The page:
Internationally recognized artist Manny Vega made a unique visit to Chicago last week to install an original 19-foot mosaic in the courtyard of the Institute of Puerto Rican Arts & Culture (IPRAC). Mosaics are one of Puerto Rico’s most fundamental traditional art forms. The finished mosaic will be on permanent display at IPRAC.
Vega, known for his public art projects in New York City, constructed the mosaic in his New York studio and shipped the piece to Chicago. It is constructed of granite, marble and slate tiles. In the center of the mosaic, is a map of Puerto Rico surrounded by symbolic representations of Puerto Rican life and culture.
“This mosaic is a reflection of all the things that make us who we are – the music, the culture even the nature,” says Vega. “I am honored to have my work become a part of the rich history of the Chicago Puerto Rican community.”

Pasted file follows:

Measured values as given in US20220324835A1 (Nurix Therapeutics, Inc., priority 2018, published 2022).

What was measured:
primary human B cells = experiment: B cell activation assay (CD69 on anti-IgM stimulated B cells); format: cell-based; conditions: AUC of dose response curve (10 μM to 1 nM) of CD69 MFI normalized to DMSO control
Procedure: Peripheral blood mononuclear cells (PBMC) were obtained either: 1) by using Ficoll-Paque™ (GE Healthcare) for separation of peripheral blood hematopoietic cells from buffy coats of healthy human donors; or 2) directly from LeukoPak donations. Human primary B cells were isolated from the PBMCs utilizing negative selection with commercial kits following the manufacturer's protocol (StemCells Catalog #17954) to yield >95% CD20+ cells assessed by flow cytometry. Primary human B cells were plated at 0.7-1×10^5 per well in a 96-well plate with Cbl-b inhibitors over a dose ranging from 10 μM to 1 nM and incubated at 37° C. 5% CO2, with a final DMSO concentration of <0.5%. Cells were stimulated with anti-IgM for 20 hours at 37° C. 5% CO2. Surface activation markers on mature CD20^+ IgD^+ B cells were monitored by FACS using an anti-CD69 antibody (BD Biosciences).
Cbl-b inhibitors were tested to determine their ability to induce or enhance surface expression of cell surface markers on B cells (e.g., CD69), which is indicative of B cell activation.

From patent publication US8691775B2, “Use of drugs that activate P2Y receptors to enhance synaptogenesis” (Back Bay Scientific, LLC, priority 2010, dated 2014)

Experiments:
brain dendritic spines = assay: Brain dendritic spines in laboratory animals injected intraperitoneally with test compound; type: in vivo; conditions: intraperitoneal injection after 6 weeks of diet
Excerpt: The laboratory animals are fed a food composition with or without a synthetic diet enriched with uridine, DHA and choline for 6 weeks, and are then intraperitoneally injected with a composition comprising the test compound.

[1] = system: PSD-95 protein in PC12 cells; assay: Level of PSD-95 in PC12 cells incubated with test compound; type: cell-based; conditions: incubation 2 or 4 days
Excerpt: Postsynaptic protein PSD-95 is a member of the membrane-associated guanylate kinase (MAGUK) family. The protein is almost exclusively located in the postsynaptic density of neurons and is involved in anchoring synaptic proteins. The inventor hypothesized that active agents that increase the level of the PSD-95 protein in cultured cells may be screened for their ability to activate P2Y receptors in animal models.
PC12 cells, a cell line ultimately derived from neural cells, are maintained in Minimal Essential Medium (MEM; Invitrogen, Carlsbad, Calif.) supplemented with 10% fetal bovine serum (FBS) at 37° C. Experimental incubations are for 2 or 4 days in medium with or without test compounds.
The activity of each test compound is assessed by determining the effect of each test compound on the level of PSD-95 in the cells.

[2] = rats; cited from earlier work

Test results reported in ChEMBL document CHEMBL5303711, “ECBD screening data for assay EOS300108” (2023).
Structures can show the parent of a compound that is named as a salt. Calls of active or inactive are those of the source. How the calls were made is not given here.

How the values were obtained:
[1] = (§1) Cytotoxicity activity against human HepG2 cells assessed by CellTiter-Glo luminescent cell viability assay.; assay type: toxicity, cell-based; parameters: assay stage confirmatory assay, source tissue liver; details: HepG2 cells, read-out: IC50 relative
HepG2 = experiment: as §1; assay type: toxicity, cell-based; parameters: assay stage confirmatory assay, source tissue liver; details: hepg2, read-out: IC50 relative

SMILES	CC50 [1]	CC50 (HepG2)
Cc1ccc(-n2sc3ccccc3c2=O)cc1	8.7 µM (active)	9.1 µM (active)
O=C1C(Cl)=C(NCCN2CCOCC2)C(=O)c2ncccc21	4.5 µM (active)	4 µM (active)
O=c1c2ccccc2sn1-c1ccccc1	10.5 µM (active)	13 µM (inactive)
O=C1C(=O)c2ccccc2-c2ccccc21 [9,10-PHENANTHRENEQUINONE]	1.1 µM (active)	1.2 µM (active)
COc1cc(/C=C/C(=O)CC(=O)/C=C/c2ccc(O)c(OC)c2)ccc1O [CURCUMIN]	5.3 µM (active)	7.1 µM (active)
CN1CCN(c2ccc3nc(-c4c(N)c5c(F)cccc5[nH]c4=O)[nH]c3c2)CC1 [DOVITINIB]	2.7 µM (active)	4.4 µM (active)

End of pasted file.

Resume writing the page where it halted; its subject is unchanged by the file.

IPRAC hosted on-site workshops and visits from youth and schoolchildren of the community during the installation. Students from neighboring Roberto Clemente Community Academy’s Radio/Television Program filmed the installation as part of a documentary about IPRAC and its historic location in the former Humboldt Park Stable.
The Institute of Puerto Rican Arts & Culture (IPRAC) is an arts and educational institution devoted to the promotion, integration and advancement of Puerto Rican arts and culture. IPRAC has been bringing visual arts and exhibition programming and arts education workshops to the community since 2001 and is nearing the completion of the interior renovation of the historic Humboldt Park Stables. Once open, IPRAC will be the only museum in the nation dedicated to Puerto Rican arts and culture. The museum will be home to a permanent collection of works created exclusively by Puerto Rican artists and will offer a year-round exhibition program, an oral histories program, a lecture series, educational workshops, a film series, an annual fine arts and crafts festival, art instruction and performing arts presentations.[/lang_en]